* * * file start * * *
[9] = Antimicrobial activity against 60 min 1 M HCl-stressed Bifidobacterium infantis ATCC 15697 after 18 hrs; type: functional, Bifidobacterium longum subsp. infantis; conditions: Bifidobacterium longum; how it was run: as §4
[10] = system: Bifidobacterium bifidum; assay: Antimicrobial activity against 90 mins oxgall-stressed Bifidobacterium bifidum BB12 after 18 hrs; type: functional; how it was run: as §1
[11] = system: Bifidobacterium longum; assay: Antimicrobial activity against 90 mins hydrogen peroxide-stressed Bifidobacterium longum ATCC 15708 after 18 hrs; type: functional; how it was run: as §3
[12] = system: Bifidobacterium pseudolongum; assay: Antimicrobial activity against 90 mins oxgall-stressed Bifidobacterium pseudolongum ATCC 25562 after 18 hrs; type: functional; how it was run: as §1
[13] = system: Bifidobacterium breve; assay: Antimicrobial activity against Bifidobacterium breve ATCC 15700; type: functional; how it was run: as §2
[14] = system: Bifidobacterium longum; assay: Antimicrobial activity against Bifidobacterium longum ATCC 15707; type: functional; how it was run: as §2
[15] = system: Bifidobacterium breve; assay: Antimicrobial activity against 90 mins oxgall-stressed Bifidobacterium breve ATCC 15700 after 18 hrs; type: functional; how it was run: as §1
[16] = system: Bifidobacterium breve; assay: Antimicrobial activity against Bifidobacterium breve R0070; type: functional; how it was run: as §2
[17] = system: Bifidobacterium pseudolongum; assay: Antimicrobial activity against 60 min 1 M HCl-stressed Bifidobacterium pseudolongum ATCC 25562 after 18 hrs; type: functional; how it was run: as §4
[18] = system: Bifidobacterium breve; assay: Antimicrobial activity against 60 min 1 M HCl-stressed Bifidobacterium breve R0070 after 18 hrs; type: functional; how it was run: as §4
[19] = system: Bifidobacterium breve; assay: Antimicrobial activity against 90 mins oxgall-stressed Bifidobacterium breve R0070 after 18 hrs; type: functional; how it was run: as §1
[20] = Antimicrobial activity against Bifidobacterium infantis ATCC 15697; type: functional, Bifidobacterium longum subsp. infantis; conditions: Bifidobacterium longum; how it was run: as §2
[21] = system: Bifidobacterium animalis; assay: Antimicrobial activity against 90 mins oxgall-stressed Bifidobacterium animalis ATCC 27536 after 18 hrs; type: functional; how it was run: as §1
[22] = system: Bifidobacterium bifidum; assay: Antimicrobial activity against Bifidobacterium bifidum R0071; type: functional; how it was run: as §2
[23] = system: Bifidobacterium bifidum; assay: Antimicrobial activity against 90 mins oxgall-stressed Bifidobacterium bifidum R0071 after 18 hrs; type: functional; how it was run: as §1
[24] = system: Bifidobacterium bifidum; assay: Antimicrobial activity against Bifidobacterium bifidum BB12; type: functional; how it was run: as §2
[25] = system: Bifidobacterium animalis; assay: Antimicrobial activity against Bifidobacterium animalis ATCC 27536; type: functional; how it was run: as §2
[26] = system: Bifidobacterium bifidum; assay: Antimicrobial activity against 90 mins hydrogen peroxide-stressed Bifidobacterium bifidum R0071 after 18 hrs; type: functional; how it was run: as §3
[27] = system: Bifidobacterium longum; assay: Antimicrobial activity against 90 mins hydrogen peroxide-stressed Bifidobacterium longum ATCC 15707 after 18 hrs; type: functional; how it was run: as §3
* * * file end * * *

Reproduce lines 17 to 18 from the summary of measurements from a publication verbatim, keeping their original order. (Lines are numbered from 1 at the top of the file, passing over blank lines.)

[25] = system: Bifidobacterium animalis; assay: Antimicrobial activity against Bifidobacterium animalis ATCC 27536; type: functional; how it was run: as §2
[26] = system: Bifidobacterium bifidum; assay: Antimicrobial activity against 90 mins hydrogen peroxide-stressed Bifidobacterium bifidum R0071 after 18 hrs; type: functional; how it was run: as §3